Michelangelo got his first commission in Bologna: two small statues of saints. He had been studying the human body and found that he liked it above all other subjects. He would have liked to carve a beautiful nude but with a fourth-century saint for a subject that was out of the question.
Basilica of San Domenico, Bologna, Italy, for which Michelangelo carved his first two statues (photo by Sailko licensed under CC BY-SA 3.0)
The Dominican friars who ran the church wanted two saint statues like all the rest, dressed in long robes and looking saintly—that is, sleepy.
“Well,” he thought. “If I can’t do a nude, I’ll at least try to put some life into the little figure by messing up the Saint’s habit.”
Clothes can make the man
Folds can show you much of the body underneath a garment and mark its movements. Michelangelo decided he would as good as strip that old saint while leaving his habit on. He would cover him all over with the reglamentary cloth (well, a little thinner than habits are supposed to be) and a cape too, but that didn’t mean the man would be in a straight-jacket. You were going to see through that habit where the legs were and how they moved. The habit would tell you what was going on underneath it by clinging to some parts and falling off others; by smoothing out over lifted or prominent areas and dropping in folds over recesses. The folds themselves could be made to have a life of their own: springy, swinging, falling, lying in great, relaxed rings. You could make them do capricious things like double over or bunch up so that they bother a pretty sense of order, like a boy’s cowlick or a disobedient flap of a bedspread. You could give the folds a rhythm, like the ripples in a lake. You could show them flying—still in the air after the movement that preceded them. You could do all kinds of things.
St. Petronius, 1494 (height 64 cm.) In the Basilica of San Domenico, Bologna (Wikiart.org photo)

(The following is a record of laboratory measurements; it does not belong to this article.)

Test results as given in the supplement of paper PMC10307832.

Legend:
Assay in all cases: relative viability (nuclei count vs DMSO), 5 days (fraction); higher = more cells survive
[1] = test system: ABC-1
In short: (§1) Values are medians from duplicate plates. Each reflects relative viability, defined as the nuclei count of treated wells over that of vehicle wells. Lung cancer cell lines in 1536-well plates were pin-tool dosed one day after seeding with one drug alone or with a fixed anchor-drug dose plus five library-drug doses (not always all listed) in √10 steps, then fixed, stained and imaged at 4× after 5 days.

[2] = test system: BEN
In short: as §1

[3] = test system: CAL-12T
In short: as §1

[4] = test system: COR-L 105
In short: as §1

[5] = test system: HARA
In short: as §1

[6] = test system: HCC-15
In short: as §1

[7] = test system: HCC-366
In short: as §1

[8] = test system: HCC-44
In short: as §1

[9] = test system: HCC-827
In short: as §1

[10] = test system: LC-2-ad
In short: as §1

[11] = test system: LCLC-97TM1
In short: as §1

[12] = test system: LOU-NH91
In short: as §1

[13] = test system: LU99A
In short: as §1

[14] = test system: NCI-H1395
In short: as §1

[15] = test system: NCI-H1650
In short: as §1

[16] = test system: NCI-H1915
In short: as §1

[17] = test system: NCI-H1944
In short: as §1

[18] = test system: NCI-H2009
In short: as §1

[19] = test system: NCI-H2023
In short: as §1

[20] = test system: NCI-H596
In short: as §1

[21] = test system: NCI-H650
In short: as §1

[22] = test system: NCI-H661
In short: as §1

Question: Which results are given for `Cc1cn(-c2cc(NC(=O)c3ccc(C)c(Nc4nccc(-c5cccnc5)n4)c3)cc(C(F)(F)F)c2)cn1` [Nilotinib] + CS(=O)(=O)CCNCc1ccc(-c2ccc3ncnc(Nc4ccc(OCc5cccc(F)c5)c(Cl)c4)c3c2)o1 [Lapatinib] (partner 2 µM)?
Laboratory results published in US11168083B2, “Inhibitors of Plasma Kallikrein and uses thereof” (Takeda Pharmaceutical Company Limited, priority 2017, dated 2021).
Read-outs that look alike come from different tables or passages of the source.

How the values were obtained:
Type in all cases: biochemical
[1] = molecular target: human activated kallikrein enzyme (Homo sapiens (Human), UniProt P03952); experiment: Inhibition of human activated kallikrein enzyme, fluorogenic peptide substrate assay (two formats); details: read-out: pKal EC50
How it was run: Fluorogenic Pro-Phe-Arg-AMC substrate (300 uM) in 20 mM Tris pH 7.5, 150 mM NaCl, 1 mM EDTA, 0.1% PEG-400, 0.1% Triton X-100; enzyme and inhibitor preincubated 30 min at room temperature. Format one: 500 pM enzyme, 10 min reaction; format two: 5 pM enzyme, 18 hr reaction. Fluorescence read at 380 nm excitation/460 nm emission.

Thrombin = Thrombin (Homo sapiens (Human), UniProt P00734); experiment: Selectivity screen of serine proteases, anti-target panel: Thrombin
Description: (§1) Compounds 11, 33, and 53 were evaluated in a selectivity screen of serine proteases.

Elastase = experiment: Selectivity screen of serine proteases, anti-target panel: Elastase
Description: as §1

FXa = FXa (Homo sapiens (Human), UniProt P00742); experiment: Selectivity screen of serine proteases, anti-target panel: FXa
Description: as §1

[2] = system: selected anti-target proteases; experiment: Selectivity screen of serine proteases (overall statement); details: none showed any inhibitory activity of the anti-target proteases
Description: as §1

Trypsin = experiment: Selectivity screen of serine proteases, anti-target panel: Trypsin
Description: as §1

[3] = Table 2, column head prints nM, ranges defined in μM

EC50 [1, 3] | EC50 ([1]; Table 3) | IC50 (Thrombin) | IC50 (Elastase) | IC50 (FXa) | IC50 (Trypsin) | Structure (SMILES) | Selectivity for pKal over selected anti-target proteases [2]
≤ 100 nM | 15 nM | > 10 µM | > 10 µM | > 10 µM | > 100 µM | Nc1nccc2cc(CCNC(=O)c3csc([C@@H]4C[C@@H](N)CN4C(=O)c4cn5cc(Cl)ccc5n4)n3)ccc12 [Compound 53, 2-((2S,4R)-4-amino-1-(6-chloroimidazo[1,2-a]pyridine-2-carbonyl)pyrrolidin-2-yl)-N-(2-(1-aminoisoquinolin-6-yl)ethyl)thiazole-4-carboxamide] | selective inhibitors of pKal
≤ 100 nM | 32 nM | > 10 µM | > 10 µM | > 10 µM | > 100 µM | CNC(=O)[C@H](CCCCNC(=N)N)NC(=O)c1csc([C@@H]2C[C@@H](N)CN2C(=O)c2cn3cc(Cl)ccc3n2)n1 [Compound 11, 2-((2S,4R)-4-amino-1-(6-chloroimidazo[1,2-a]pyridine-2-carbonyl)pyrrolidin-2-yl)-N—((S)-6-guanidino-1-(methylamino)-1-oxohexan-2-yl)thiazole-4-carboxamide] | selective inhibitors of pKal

All in all, when the Petronius was finished, in spite of Michelangelo’s fold-work, it looked pretty much like just any of the saints in churches everywhere, except it was more restless.
For the other saint—the Proculus—Michelangelo made up his mind he was going to have things much more his way.
Michelangelo’s Jogging Saint
St. Proculus, 1494 (height 59 cm.) In the Basilica of St. Domenico, Bologna (Wikiart.org. photo) See this enlarged version
St. Proculus is almost comically—cartoonishly—alive. No habit on this little saint: he’s wearing the clothes of a contemporary Renaissance youth. And there are so many folds and wrinkles in his clothes and so much nervous movement everywhere that he is tiring to look at. He might almost be jogging. Rather than a saint, he looks like a young gallant ready for adventure; and the scowl, which is of course an ancestor of the frown of the great David, makes one suppose he is about to throw off that cape and run to avenge himself, dagger in hand.
Detail of Michelangelo’s David (a Wikimedia public domain photo cropped from Image:Dithering algorithms.png)
Michelangelo couldn’t keep still. He couldn’t make a statue that kept still. He wanted the stone man to come alive, to seem to act.
Sculptors since way back in Greek times had been looking for ways to do that. A man standing stiffly with both feet together, such as it would be natural to carve out of a wooden pole or a stone pillar, is lifeless. That was all right for an idol, like the Egyptian idols or Indian or African totems, which are really just symbols; but now that the sculptor was trying to give you a man, a flesh and blood man, that kind of stiffness wasn’t good enough. Life is movement, tension, variety.
In conversation with the Prior